Aligning innovation with the role of timber in the Circular Economy, Charlie Law of Sustainable Construction Solutions Ltd immediately established the context for new thinking: the advantages timber has over others from an environmental perspective and the possibilities to design buildings for lease rather than sale by manufacturers made clear how materials, products and construction systems might be developed to ensure they can be re-purposed at the end of their prescribed term of use, a concept that focuses attention on the deficiencies of conventional financing and waste management solutions and the benefits available when a longer term view is taken. Louise McGregor of Zero Waste Scotland picked up on this theme and further emphasised it immediate economic value to the sectarian her outline of the organisation’s Circular Economy Investment Fund, a source of new finance that should be explored by all architects and engineers with thoughts on how more sustainable buildings might be developed.
The academic and technical back up available in Scotland to all of this became clear from presentations by Professor Sean Smith, Director of Edinburgh Napier University’s Institute for Sustainable Construction and Dr Neil Burford of Dundee University, the latter using a project built in the city’s Botanic Gardens to explain how new approaches to timber housing could not only achieve Passive House standards but also offer self-sufficiency (autarkic) in energy use and actually contribute surplus energy generated from the building’s daily use back to the grid. The route to how architects and others might similarly prototype and test their ideas was given sharp focus by Bruce Newlands, Technical Director of the Construction Scotland Innovation Centre in his dramatic presentation of the new and very large facility being created near Hamilton that will have all the technology necessary to fabricate and test full-size products and systems and which will be available to all on an open source basis similar to that of the MakLab, which Bruce himself originated.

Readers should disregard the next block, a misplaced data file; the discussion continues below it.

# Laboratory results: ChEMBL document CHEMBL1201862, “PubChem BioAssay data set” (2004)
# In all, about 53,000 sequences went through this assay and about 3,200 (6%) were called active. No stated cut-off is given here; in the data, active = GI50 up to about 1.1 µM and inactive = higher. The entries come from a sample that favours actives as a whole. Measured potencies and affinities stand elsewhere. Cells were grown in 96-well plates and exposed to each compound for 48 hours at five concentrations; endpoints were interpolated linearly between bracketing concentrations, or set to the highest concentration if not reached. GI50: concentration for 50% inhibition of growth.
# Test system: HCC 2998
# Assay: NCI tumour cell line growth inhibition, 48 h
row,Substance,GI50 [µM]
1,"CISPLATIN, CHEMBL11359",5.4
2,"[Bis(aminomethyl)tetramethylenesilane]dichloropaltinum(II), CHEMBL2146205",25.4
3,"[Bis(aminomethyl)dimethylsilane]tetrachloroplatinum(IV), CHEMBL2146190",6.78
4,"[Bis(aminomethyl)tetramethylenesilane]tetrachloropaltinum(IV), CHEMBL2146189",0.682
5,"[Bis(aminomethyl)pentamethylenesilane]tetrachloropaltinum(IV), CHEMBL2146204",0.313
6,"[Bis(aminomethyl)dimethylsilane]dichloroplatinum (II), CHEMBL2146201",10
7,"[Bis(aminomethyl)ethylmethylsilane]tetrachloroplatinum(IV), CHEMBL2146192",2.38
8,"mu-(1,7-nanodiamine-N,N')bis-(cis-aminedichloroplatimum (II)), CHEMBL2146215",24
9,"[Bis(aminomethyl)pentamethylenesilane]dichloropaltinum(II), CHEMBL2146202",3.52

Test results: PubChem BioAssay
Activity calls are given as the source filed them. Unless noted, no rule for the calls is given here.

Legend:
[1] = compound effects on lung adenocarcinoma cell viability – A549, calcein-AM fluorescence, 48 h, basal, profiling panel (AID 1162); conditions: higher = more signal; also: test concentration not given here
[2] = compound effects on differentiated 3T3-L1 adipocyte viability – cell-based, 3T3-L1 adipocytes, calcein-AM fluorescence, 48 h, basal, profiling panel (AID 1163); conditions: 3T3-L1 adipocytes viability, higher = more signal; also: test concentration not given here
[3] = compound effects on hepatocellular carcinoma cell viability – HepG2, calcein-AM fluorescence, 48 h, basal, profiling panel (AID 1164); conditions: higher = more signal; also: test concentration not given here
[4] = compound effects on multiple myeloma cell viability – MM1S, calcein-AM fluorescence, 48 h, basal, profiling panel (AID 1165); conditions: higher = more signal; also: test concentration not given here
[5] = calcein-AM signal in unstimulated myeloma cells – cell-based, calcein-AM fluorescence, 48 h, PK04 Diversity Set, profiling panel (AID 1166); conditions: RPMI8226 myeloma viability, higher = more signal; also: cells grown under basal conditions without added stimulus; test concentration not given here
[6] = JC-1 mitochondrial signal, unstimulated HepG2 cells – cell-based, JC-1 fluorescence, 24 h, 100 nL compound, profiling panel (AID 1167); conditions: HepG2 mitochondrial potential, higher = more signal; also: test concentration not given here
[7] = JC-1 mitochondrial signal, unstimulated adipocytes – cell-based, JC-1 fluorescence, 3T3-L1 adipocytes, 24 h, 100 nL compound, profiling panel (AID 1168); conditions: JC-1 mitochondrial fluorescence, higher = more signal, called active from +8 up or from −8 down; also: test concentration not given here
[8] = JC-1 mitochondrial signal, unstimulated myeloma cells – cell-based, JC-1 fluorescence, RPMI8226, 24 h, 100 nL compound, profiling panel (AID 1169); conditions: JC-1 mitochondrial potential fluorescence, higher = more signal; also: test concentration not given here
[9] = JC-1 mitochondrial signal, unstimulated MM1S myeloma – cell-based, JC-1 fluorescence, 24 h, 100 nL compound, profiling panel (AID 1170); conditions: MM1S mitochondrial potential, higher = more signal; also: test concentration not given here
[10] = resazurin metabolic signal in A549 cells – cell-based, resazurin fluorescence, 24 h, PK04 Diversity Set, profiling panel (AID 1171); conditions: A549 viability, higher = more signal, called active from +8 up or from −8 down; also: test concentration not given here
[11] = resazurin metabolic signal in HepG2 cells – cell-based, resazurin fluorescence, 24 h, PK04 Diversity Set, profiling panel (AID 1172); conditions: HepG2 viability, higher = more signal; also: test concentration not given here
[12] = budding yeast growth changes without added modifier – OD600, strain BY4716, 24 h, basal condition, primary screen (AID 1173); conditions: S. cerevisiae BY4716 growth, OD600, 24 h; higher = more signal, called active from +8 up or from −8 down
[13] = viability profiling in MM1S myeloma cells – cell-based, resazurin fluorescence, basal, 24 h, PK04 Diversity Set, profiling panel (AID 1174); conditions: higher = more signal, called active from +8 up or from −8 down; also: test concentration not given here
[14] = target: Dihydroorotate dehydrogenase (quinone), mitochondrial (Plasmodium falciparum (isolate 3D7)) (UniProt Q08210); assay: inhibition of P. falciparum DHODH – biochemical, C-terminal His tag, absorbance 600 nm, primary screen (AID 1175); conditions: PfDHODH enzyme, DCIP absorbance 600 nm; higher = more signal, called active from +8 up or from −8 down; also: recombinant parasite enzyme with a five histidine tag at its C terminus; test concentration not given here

All the technological development in the timber world won’t build new housing, however, if financial structures mitigate against its implementation, but Matthew Benson of Rettie and Co. delivered a radical alternative to the way we think about land values and construction and how we might build more economically to solve the problems of housing shortage. So radical in fact that it was something of a shock to the audience to find that Matthew’s proposed economic model was more or less how Edinburgh’s New Town was financed.
But if anyone thought that was ‘radical’ dealt with for the day, they hadn’t anticipated Alastair Parvin’s presentation of the WikiHouse concept, a wholly unusual method of construction using CNC-machine-cut plywood sections. The resulting easy-to-assemble structures convinced many that this could well be the way to go to meet ambitious housing target numbers. Architecture and housing: not a word combination often expressed by volume house builders but Parvin was clear about the role of the profession to influence the quality of the housing stock in this country, and if anyone was in any further doubt, one of Europe’s leading timber architects, Haiko Meijer of Onix in the Netherlands, showed in project after project how the material excels in affording opportunities for design expression and product innovation.
Kicking off a conference series with a programme embracing economics, sustainability, R&D and prototyping, finance, manufacturing and construction innovation as well as outstanding architectural resolution is perhaps unusual but the synthesis of all these elements is arguably what good architecture should be all about in the 21st century. As a promotional organisation, Wood for Good has been bold in the conception of its conferences and perhaps in itself innovative - radical even - in its delivery of state-of-the-art, objective information on the one genuinely renewable construction material available to us all: timber.